As Townhall reported last week, the Biden administration enacted a new “determination” allowing exceptions to established prohibitions on terrorism-connected individuals receiving immigration benefits in the United States in order to bring Taliban associates into the country from Afghanistan.
Now, a group of Republican senators led by Bill Hagerty (R-TN) are demanding answers from the Biden administration given the disaster that was its withdrawal from Afghanistan one year ago and its failure to deal with illegal immigration along the U.S.-Mexico border.
“We write because the American people deserve an explanation regarding the broad, open-ended nature of this authority for exempting individuals who would otherwise be barred from immigration to the United States for supporting a terrorist organization,” the Republican members of the Senate explain in their letter to Homeland Security Secretary Alejandro Mayorkas and Secretary of State Antony Blinken.
“The June 8 Determination alters U.S. immigration policy and for obvious reasons affects the security of the United States by making individuals who provided material support to terrorist organizations eligible to enter the United States and receive ‘immigration benefits or other status[es]’ at the expense of American taxpayers,” the letter notes. “This sort of substantial, inadequately explained change to U.S. immigration policy implicating obvious U.S. national security interests merits further explanation and congressional scrutiny.”
The letter acknowledges that the executive branch — namely the heads of DHS and the State Department — “can exempt certain persons from this prohibition” under 8 U.S.C. § 1182(d)(3)(B)(i) but notes that “[u]sually, such an exemption is limited to specific groups or conflicts for obvious reasons.”
There are a few times in recent history when individuals were exempted from the prohibition, as the Republican senators explain:
For example, in 2019, this authority was applied to visa or other immigration-related applications for an activity or association relating to the Lebanese Forces militias (“2019 Determination”). The 2019 Determination is narrowly tailored and does not apply outside the context of the Lebanese civil war that occurred between 1975 and 1990. It also clearly states that it does not apply to any alien that engaged in terrorist activity or knowingly provided any level of material support to terrorist activities that targeted noncombatants or U.S. interests.
Similarly, in 2012, this exemption authority was applied with respect to aliens in the context of activities or associations relating to the uprisings against Saddam Hussein’s government in Iraq (“2012 Determination”). Like the 2019 Determination, the 2012 Determination is confined to a specific group of aliens from a certain geographic area during a specified period of time.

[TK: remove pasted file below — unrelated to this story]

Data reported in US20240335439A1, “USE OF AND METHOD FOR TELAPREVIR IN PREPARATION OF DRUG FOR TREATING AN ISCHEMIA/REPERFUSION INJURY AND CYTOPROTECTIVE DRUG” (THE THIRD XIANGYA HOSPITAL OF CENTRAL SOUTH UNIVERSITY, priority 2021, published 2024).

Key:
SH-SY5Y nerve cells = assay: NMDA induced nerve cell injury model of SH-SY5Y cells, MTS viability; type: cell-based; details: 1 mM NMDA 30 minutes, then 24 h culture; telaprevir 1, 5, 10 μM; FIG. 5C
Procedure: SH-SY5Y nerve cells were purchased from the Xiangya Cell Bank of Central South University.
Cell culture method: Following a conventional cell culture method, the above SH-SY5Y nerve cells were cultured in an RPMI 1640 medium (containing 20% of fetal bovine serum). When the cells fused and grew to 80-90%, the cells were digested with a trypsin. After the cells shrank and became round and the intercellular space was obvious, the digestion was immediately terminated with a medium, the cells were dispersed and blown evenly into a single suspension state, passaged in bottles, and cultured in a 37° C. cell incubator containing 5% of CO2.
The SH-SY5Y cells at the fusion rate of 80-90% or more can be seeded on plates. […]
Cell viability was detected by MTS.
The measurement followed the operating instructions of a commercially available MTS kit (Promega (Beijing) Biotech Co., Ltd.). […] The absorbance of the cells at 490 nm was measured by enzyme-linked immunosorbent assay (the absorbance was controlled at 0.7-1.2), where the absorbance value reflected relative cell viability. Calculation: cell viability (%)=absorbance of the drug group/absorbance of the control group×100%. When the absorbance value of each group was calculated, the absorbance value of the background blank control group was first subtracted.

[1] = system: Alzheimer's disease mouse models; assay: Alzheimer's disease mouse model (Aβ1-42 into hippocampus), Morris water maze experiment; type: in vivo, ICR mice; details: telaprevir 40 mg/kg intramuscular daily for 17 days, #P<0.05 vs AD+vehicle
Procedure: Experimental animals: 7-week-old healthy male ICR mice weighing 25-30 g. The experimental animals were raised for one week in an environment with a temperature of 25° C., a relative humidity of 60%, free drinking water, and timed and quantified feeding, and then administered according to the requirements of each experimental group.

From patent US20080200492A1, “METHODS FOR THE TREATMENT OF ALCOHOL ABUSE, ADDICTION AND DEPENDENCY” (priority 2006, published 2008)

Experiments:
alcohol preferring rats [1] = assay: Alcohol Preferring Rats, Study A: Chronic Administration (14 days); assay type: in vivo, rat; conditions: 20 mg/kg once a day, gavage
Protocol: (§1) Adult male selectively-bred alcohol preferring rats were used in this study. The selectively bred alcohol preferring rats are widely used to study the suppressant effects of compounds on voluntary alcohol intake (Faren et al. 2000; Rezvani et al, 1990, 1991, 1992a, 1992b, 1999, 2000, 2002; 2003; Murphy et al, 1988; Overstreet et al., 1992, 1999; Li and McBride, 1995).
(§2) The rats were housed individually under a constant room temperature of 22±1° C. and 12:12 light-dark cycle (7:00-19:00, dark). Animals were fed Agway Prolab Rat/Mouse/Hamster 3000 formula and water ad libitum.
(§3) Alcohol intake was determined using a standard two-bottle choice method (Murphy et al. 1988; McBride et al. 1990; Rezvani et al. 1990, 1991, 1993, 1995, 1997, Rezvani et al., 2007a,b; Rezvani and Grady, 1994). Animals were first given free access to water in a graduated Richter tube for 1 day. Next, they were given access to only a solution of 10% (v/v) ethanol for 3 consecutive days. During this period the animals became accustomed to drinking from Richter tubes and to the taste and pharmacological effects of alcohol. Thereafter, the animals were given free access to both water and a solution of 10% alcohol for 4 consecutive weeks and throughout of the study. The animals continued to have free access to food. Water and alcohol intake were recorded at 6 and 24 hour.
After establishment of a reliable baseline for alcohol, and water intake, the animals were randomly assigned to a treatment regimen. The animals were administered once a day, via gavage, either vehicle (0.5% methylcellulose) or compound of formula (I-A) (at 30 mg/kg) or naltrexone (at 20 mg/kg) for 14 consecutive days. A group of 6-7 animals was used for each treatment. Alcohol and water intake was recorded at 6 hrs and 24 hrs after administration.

However, the Biden administration’s new exemption from early June “widely exempts persons who provided ‘insignificant material support’ or ‘limited material support under circumstances’ to a designated terrorist organization.”
Under Biden, the Department of Homeland Security has claimed its broad exemption is to help “vulnerable Afghans” but the latest official edict in the matter “makes no mention of Afghanistan or Afghan refugees and is not limited to the categories of Afghan individuals” that were described in press releases on the exemption. As the senators point out, the Biden administration’s exemption “is not limited to certain conflicts, terrorist organizations, geographic regions, or time periods at all.”
The Republicans’ letter also points out that the Biden administration issued a similar exemption “that was specifically limited to individuals who were employed as civil servants in Afghanistan during a specific time frame” and therefore more in-line with previous exemptions to immigration prohibitions for associates of terrorists. But the more tailored exemption “highlights and calls into question the broad, open-ended nature of the June 8 Determination, which is not in any way limited to vulnerable Afghans or persons involved with the conflict in Afghanistan.”
So what is the Biden administration up to? Why issue one exemption that’s tailored and specific and another that’s overly broad? Republican Senators point out that, under the Biden administration’s wide exemption, “could include, for example, current or former members of Iran’s Islamic Revolutionary Guard Corps (IRGC) and IRGC-linked entities, which are responsible for the deaths of hundreds of U.S. service members in Iraq and Afghanistan” and “could include individuals seeking asylum at the southern border.